Does Moore’s law apply to the new HI frontier?
The IEEE International Electron Devices Meeting (IEDM) held a night panel discussion on Dec. 10 titled Rest in Peace Moore’s Law, Long Live AI. As the title suggests, the discussion focused on the future of computing and the role of hardware. The moderator proposed questions like will CMOS technology become commoditized and differentiation occur mostly in circuit design, algorithm and architecture development? Will special purpose coprocessor adoption rates accelerate beyond CPUs and GPUs? What is the role of heterogeneous integration in the AI hardware ecosystem? Will the traditional memory hierarchy be upended by the arrival of non-volatile memory? Will analog accelerators using non-volatile memory elements drive the future semiconductor roadmap as scaling slows, enabling exponential improvements in compute efficiency and performance? Not all the questions were answered, but the discussion was lively.
The panel was moderated by Vijay Narayanan, IBM Research, with panel members from major OEMs, chip makers, packaging foundries and academia. The firstsection focused on the health of Moore’s Law.
Wilfried Haensch of IBM Research quoted an Apr. 19, 2015, article in The Economist that explained the end of Moore’s law. The article explained Gordon Moore’s economic observation in 1965 that by shrinking transistors, it would be possible to double the number of transistors that fit onto an integrated circuit every year (revised to roughly every two years), providing a cost advantage to scaling. Haensch indicated economics is critical in artificial intelligence (AI) and the deep learning explosion. Showing a slide from IDC on worldwide growth in the AI market, he projected that AI machine learning is the next IT. Is heterogeneous integration (HI) Moore’s law 2.0? According to Haensh, Moore’s law is based on economics (observation) and represents a tradeoff between productivity and yield. The tradeoff will continue, but the cadence will not. HI adds complexity to the component. AI solutions are, generally speaking, accelerators for specific tasks. Accelerators will provide better utilization and power/performance than simply using a CPU-based solution.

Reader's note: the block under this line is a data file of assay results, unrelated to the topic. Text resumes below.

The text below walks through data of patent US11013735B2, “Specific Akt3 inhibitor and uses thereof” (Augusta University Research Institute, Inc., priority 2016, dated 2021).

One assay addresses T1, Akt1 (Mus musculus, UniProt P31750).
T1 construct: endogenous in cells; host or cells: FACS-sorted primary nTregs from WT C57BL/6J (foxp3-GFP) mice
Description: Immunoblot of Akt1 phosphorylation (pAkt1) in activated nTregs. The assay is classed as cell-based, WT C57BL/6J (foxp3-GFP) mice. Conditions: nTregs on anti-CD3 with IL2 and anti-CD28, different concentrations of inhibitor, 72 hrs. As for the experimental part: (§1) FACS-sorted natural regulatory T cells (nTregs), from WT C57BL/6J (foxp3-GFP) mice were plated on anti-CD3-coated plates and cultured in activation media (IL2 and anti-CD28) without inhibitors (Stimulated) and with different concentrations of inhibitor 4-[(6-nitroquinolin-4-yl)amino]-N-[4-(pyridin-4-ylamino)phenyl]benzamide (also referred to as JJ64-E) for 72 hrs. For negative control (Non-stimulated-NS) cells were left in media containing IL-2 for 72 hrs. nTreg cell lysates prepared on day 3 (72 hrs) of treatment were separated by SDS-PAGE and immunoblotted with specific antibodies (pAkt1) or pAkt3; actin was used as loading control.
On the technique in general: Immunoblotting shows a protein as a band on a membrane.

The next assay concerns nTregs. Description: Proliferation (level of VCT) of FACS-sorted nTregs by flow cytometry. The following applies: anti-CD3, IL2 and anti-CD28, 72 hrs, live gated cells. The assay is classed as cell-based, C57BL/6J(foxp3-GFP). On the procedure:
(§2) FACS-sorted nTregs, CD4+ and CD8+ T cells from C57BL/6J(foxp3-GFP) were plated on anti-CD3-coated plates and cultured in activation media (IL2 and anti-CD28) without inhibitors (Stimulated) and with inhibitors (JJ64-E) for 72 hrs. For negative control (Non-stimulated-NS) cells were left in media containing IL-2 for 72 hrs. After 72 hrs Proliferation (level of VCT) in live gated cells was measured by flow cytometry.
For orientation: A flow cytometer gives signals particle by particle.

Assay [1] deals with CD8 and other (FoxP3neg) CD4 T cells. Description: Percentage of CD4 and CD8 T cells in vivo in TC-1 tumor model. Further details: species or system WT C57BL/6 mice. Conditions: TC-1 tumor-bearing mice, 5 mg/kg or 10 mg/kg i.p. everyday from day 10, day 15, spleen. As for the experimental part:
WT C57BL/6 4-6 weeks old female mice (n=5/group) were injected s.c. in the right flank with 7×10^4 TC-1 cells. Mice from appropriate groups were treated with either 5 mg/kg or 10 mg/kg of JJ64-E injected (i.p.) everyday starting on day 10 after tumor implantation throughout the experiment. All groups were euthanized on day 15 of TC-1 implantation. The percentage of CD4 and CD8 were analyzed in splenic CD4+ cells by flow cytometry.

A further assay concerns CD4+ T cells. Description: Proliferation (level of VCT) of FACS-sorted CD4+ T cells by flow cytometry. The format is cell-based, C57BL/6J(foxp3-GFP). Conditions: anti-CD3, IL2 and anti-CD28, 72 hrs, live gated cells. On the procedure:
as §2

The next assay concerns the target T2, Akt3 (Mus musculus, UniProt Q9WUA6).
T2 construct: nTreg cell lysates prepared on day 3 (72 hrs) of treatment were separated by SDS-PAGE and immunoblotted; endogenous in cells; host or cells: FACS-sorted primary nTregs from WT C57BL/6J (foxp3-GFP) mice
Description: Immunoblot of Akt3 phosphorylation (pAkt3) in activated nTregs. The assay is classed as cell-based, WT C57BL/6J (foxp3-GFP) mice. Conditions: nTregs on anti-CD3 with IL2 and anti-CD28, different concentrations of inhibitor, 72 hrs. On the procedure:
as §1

Mike Henry from Mythic, an AI accelerator startup, commented that cost improvements are on a flat line. Memory density, power, and bandwidth are concerns. Linear digital designs, no matter how integrated, won’t help shrinking modules. What will help, he said, is technology that solves power density and bandwidth of the memory. Putting the compute as close to the memory as possible is essential.
Dimitri Stukov, a professor from University of California, Santa Barbara discussed use of in-memory computing to prolong Moore’s law scaling. Ron Ho of Facebook also referred to Moore’s landmark paper, while noting the minimum cost point vs. yield loss, stating, “It’s all about economics.” Cost is an important, self-fulfilling prophecy. Ho discussed five data points, including the energy cost of monitoring data off-chip vs. on-chip. “Whether or not Moore’s law is dead does not matter,” Ho asserted. “What is important is yield for energy. Sustaining power solutions is the line now, not cost.”